About the Project
Scope and Objectives
Relationships between academia and industry have benefits and risks. Collaborations between academia and industry in biomedical research benefit society through the development of medical treatments and other products. However, their rise has been accompanied by increasing concerns about financial conflicts of interest that have the potential to bias research, compromise dissemination of research results, and decrease public trust. There is ongoing dialogue in the scientific community and the public about how best to manage these relationships to secure the benefits and minimize the risks.
The community continues to work to improve policies and practices. Current regulation and management involves partnerships between the government, sponsors of research, institutions, investigators, journals, and the public. It is essential that the various stakeholders work together to study the effectiveness of policies and practices, and strive to balance the need for more common standards with preserving case-by-case analysis and situational-driven decision-making, when warranted. While flexibility is needed, operating under more broadly agreed upon guidelines will benefit the public and ensure future public support for biomedical research.
The investigators' role is critical in this regard. Investigators as a group determine the effectiveness of policies and practices. Because policy recommendations addressing financial conflicts of interest have focused on the role of academic institutions in reviewing and overseeing investigator relationships with industry, FASEB issued guidelines for individual investigators in 2006 (1). This was a first step to articulate the perspective of investigators on this issue. The purpose of this current project is to continue the work of FASEB and other stakeholders, generate a broader discussion of issues, and promote implementation of voluntary policies and practices.
Two major objectives guided our activities. First, we seek to increase awareness and understanding of financial conflict of interest issues on the part of investigators in order to promote adherence to all relevant policies, encourage scientists to communicate with their institutions about these issues, and facilitate voluntary practices that encourage personal responsibility. Second, we also encourage more standard practices for financial conflict of interest disclosure and management in biomedical research.
Our approach is to provide guidance to address challenges that may occur due to financial relationships between academia and industry, not to judge whether a real or perceived conflict of interest exists. In fact, we urge those who develop statements and policies in this area to shift the terminology towards “financial relationships” and “financial interests” and away from “conflicts of interest” as much as possible and especially in communications to investigators. This is discussed further in the Toolkit. Overarching principles to guide individual behavior and policy development are presented and a list of recommended practices is provided to illustrate some ways in which the principles may be achieved.
(1) Brockway LM and Furcht LT. Conflicts of interest in biomedical research – the FASEB guidelines. FASEB Journal, 20:2435-2438, 2006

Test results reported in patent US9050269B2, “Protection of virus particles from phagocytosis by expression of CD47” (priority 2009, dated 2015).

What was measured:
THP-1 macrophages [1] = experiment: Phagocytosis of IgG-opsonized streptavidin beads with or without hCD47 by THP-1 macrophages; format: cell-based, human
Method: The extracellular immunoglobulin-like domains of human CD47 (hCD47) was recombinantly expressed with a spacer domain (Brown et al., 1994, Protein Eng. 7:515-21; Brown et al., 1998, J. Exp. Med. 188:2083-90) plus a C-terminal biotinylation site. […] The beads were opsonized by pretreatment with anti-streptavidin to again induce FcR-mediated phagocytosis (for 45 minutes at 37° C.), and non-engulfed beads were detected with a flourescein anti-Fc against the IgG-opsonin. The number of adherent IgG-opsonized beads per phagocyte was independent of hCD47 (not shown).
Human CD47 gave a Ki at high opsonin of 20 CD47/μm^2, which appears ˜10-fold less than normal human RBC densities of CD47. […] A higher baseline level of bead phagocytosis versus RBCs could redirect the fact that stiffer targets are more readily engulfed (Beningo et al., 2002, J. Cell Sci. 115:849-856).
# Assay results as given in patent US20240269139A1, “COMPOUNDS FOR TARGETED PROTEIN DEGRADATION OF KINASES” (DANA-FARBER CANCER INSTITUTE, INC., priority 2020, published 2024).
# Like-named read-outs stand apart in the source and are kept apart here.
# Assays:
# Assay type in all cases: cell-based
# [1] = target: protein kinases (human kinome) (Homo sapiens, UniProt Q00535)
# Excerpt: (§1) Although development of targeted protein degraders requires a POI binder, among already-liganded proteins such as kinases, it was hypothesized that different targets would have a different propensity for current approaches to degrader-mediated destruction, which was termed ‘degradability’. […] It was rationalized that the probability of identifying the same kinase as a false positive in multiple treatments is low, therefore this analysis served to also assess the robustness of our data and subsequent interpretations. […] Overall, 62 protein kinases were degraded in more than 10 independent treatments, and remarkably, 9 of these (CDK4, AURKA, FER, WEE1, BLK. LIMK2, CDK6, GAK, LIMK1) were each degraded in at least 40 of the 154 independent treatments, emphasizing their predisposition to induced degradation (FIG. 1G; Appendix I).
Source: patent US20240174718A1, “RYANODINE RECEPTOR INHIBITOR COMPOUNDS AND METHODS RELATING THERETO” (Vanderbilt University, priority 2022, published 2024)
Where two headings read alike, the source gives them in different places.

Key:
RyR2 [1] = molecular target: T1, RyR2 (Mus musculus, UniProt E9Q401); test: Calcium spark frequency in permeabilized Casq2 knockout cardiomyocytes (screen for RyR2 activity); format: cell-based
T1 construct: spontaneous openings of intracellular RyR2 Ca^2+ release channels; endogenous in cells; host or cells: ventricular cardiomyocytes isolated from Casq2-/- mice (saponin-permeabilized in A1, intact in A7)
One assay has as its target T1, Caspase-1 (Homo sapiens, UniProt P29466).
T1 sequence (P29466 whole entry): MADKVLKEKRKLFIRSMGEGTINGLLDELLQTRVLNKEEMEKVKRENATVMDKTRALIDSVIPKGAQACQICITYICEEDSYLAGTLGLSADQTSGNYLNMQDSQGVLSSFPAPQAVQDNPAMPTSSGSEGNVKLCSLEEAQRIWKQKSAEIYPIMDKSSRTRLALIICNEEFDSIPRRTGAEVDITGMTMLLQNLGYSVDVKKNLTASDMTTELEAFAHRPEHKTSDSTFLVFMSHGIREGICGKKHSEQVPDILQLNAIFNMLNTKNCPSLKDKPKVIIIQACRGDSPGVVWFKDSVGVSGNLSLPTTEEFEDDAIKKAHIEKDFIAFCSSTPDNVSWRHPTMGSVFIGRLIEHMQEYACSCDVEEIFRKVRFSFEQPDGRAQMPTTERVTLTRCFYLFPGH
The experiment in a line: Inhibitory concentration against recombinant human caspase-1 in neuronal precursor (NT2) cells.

The following individuals contributed to the development of the major guidelines and recommendations in the Toolkit. The Toolkit takes advantage of the power of the web, allowing updating of content and adding new content. Therefore, their participation does not represent an explicit endorsement of the entire content of the Toolkit. FASEB appreciates greatly the following individuals for lending their expertise to this effort.
Leo T. Furcht, M.D., Coalition Chair and FASEB Past President, Allen Pardee Professor and Head of Lab Medicine and Pathology, Univ. of Minnesota School of Medicine
Carol Blum, Ph.D., Director, Research Compliance and Administration, Council on Governmental Relations
Eric G. Campbell, Ph.D., Assistant Professor, Institute for Health Policy, Harvard Medical School
Gail Cassell, Ph.D., Vice President, Scientific Affairs and Distinguished Lilly Research Scholar for Infectious Diseases, Eli Lilly and Company; Representing American Society for Microbiology
Tony DeCrappeo, President, Council on Governmental Relations
Susan Ehringhaus, J.D., Associate General Counsel for Regulatory Affairs, Association of American Medical Colleges
Ezekiel Emanuel, M.D., Ph.D., Director, Dept. of Clinical Bioethics, National Institutes of Health
Mark S. Frankel, Ph.D., Director, Scientific Freedom, Responsibility and Law Program, American Association for the Advancement of Science
Joan Goldberg, Executive Director, American Society for Cell Biology
Todd Margolis, M.D., Ph.D., Chair, Commercial Relationships Committee, Association for Research in Vision and Ophthalmology, Director, FI Proctor Foundation-Ophthalmology, University of California-San Francisco
Barbara Perry, Senior Counselor of Congressional Affairs, NASULGC and Associate VP and Director of Federal Relations, University of Washington
Lawrence J. Rhoades, Director, Division of Education and Integrity, Office of Research Integrity
Norka Ruiz Bravo, Ph.D., Director, Office of Extramural Research, National Institutes of Health
Janet Shoemaker, Director, Public Affairs Office, American Society for Microbiology
Nicholas Steneck, Ph.D., Consultant, Office of Research Integrity and University of Michigan
James A. Severson, Ph.D., Vice Provost of Intellectual Property and Technology Transfer, University of Washington